The City of Redmond is giving residents the opportunity to meet their neighbors, learn more about what’s going on in their community as well as have a say in the future of where they live.
Beginning Monday and running through April, Redmond will hold a series of meetings for each of its 10 neighborhoods — the first two being Grass Lawn and Willows-Rose Hill.
Kim Dietz, a senior planner for Redmond, said as interests change and different trends come along, the meetings — which are part of the city’s new Neighborhood Network program — give city officials the chance to check in with neighborhood plans, figure out what residents need and what the city can do to address these needs. The city has been updating neighborhood plans since 1995, she said, but each time, they would start from the very beginning. The Neighborhood Network will provide city officials with a more continuous glimpse of each of Redmond’s neighborhoods.
Dietz said the neighborhood meetings will be held annually and they will take what they learn each year to refine the respective neighborhood plans every six years. Every 12 years, she added, there will be a more robust update to the plans.
In addition to providing information for city, the meetings will also provide residents with information about what is going on in their neighborhood as well as a more frequent forum for residents.
“It’s really just trying to spread the word (about Redmond neighborhoods) in as many ways as we possibly can,” Dietz said.
Redmond piloted the Neighborhood Network program last year with the Education Hill and Grass Lawn neighborhoods. In addition to the meetings, Dietz said the network will also include neighborhood stewards — citizens who people can contact with questions or concerns. The stewards will have more regular contact with the city outside of the meetings.
Stephen Cox, a steward for the Grass Lawn neighborhood, has always taken an interest in his community and had an opinion about where it is going. He said for those who want to have a say about what goes on in their neighborhood, it is important to speak up.
“If you have any concerns or care about your community you need to get involved,” Cox said.
The Neighborhood Network gives residents the opportunity to do so, he said. Cox also said the program helps residents with not being blindsided by projects and other undertakings that occur in the community.
Another method Redmond is utilizing to keep residents in the loop is social media such as Facebook. Cox approves of this because Redmond is such high-tech city and it is nice to see the city recognizes this and is using technology to its advantage.
Dietz said the Neighborhood Network can connect citizens with the city on projects designed to fix up and improve neighborhoods from planting flowers to sign restoration. The city will match the dollar amount or hours of work citizens contribute to these projects, adding that the maximum dollar amount is $5,000.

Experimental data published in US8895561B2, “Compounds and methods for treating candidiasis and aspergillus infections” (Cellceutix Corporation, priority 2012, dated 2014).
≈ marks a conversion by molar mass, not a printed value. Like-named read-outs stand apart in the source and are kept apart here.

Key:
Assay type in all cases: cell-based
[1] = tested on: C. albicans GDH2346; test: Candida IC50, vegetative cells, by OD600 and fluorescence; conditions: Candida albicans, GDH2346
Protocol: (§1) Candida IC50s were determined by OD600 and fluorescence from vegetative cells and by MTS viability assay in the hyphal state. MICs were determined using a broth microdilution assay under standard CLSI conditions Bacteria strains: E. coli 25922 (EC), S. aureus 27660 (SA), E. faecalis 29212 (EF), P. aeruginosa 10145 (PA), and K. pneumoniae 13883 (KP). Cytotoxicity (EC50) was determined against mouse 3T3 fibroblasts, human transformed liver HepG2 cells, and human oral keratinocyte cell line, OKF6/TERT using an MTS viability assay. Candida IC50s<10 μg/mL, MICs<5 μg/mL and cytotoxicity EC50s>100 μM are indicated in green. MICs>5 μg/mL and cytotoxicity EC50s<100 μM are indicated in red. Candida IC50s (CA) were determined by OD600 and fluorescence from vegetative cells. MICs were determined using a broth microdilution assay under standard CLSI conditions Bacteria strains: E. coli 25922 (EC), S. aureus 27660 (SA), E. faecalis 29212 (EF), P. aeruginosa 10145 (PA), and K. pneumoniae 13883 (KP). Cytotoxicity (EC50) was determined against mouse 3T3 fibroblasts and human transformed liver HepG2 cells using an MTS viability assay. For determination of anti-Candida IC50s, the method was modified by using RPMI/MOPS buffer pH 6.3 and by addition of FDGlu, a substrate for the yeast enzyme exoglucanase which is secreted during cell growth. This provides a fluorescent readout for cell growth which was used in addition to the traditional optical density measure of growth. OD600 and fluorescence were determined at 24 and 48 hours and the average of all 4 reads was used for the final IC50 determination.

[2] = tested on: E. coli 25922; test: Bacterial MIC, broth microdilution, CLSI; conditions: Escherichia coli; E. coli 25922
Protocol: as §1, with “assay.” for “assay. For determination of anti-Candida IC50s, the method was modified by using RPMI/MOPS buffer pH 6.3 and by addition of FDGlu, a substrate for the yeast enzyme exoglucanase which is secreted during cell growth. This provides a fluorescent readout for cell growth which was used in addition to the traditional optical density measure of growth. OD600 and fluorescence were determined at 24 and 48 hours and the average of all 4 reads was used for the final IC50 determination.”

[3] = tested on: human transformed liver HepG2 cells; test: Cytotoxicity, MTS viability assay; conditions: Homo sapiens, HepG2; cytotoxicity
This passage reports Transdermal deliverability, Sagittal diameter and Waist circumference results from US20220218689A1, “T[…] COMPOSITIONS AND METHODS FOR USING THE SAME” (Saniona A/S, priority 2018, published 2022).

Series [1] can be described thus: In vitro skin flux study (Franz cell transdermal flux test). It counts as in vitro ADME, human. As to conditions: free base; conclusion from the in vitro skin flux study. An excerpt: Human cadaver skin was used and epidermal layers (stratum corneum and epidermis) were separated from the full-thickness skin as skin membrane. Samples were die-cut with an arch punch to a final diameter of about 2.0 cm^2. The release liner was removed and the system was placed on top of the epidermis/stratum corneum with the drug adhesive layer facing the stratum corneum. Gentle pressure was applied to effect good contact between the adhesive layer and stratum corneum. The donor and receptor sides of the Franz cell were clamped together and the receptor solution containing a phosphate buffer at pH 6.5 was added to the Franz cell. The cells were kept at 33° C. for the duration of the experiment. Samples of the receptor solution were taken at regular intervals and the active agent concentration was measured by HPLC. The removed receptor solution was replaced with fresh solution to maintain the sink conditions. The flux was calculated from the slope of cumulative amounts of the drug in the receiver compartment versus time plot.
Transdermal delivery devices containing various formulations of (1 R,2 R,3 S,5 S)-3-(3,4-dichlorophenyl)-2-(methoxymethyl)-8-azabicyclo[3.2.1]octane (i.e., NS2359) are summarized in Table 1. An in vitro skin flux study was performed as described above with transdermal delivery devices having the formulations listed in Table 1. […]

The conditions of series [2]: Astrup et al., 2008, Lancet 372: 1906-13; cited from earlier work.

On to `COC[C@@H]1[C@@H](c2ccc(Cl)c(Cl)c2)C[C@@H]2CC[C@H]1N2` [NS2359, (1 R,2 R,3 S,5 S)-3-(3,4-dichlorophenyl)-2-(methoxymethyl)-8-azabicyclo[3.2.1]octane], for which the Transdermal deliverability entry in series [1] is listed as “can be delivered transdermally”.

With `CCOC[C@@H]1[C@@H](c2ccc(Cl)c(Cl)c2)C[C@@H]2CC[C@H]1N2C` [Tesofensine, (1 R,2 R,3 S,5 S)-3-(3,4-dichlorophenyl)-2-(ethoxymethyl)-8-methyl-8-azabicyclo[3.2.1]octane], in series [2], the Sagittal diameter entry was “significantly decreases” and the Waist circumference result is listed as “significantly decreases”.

In addition, she said the Neighborhood Network can also bring neighbors together. For example, Grass Lawn residents are looking into holding a neighborhood-wide yard sale as well as a picnic.
Cox said through his involvement in network events, he has been meeting other Grass Lawn residents and getting to know them better. He said some of these individuals he’s only waved to in the past but has never learned their names till now.
David Berger, a steward for Education Hill, agrees. He said when people are out walking their dogs in his neighborhood, the animals are more known than their owners.
“Everyone knows the dogs’ names,” he said.
Through his involvement in the network, Berger has also learned more about what is going on throughout the other neighborhoods in addition to Education Hill, which he really appreciates.
“I’m just pleased the city is doing (the Neighborhood Network),” he said. “You just find out things.”
The Grass Lawn and Willows-Rose Hill neighborhood meeting is Monday in the Rose Hill Junior High School cafeteria, 13505 NE 75th St., from 6:30 to 8:30 p.m. Before attending or if they cannot attend, residents are asked to fill out an online questionnaire. The Grass Lawn questionnaire can be found at www.redmond.gov/Residents/Neighborhoods/GrassLawn. The Willows/Rose Hill questionnaire can be found at www.redmond.gov/Residents/Neighborhoods/WillowsRoseHill.
Dietz said the dates, times and locations of the remaining eight neighborhoods — Bear Creek, Downtown, Education Hill, Idylwood, North Redmond, Overlake, Sammamish Valley and Southeast Redmond — have not been determined yet. Each meeting will include two neighborhoods that will be paired up geographically.
To learn more about the Neighborhood Network, call (425) 556-2415 or email firstname.lastname@example.org.